News of the imminent closing of Fosters Freeze on Oak Grove Avenue in Menlo Park has given birth to a groundswell of support for finding a way for the community to continue to enjoy the shop's burgers and ice cream treats whether by moving the building and its equipment, or reassembling the equipment at another location.
Fosters Freeze manager Sung Lee, citing the high cost of living for him personally in the Bay Area, recently posted a sign on the shop window announcing his intention to close at the end of September.
Business is "a very little bit down ... but there's not enough sales to make a living around here. I decided to close (and) move out of the Bay Area," he said in an interview. "The middle class can't stay here. The living costs are so high."
Menlo Park City Councilman Ray Mueller is leading the effort to save Fosters Freeze and is looking ahead to a brainstorming session soon with volunteers.
"The challenge has been identified. There is a vision around what people would like to see," he said, adding: "I'm not Pollyannish about whether this will be difficult to achieve. ... I understand that this is going to be tough. I just feel that it's something that will be worth it."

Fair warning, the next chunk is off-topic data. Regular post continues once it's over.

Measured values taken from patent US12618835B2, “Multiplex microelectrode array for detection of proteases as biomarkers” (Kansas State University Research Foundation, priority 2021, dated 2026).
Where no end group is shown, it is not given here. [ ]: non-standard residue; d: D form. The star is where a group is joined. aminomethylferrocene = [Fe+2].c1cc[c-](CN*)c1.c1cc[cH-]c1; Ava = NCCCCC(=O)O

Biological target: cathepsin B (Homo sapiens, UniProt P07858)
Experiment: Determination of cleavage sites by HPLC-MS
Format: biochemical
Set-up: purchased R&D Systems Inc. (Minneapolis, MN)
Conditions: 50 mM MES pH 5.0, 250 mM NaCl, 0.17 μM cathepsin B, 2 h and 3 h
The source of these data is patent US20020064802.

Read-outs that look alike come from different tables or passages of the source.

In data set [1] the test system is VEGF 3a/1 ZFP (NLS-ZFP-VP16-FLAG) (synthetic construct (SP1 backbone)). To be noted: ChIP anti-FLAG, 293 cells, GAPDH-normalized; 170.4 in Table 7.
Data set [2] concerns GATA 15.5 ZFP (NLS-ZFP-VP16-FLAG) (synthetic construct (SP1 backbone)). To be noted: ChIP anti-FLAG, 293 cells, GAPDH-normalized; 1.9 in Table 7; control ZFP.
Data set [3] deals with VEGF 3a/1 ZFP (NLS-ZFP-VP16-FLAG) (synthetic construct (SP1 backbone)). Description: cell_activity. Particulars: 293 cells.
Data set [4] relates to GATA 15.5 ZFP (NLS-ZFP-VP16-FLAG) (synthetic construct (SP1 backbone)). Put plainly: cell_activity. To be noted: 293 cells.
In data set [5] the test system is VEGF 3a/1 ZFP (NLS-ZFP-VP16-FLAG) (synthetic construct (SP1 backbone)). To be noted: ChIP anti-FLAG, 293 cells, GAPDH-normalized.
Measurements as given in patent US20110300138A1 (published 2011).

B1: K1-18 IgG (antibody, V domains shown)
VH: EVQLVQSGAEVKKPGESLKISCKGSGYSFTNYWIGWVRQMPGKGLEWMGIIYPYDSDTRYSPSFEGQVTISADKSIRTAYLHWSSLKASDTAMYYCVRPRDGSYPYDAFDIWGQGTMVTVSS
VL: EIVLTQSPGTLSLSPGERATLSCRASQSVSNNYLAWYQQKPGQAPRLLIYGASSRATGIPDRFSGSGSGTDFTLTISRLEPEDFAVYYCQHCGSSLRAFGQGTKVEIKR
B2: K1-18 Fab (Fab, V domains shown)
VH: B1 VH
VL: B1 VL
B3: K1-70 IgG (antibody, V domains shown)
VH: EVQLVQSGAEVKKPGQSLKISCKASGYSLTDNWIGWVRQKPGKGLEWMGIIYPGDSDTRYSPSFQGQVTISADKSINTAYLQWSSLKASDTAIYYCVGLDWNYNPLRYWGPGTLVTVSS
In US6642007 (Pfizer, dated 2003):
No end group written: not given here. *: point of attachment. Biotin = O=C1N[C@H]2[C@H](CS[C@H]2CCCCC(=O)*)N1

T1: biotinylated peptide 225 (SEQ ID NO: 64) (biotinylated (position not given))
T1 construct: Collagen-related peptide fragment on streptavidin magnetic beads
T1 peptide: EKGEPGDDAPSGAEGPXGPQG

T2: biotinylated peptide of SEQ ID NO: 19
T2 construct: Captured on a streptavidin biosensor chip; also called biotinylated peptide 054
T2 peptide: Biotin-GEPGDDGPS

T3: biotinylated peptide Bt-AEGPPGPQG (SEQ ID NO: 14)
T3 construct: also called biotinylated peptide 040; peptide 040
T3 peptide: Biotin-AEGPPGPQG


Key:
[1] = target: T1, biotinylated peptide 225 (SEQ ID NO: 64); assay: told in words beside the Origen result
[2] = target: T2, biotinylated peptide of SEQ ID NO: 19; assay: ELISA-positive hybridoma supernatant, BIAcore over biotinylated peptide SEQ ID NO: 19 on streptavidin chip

"It's success will be determined by the strength of the passion of the community behind it," he added.
Mr. Mueller identified three options, in order of preference:
■ Find a location and move the building there and have it operate as an independent business.
■ Find a building with the space to take in the equipment and Fosters Freeze trim to recreate the shop's aesthetic, and put out a request for proposals to find someone to run the business.
■ Find an existing organization, perhaps a nonprofit, willing to recreate the aesthetic and run the business, perhaps in a park.
Any of these options might turn into opportunities to create jobs for youth, Mr. Mueller said.
Mr. Mueller said he's already talked with, and been rebuffed by, the owner of a downtown property. He said he has also spoken with and is waiting to hear back from a "youth-focused organization" on the idea of recreating the Foster Freeze aesthetic inside an existing building "within the downtown area."
"It's a connection to the past that you can enjoy with your family," he said.
"Today our family often frequents Fosters Freeze in Menlo Park for dipped cones and milkshakes," Mr. Mueller wrote in an email. "Places like this provide an intangible value to a community, tying a magic from generations past to our present."
The current owner of the property where the Fosters Freeze is now, Greenheart Land Co. of Palo Alto, will probably not be taking action within the next three months, Mr. Mueller said.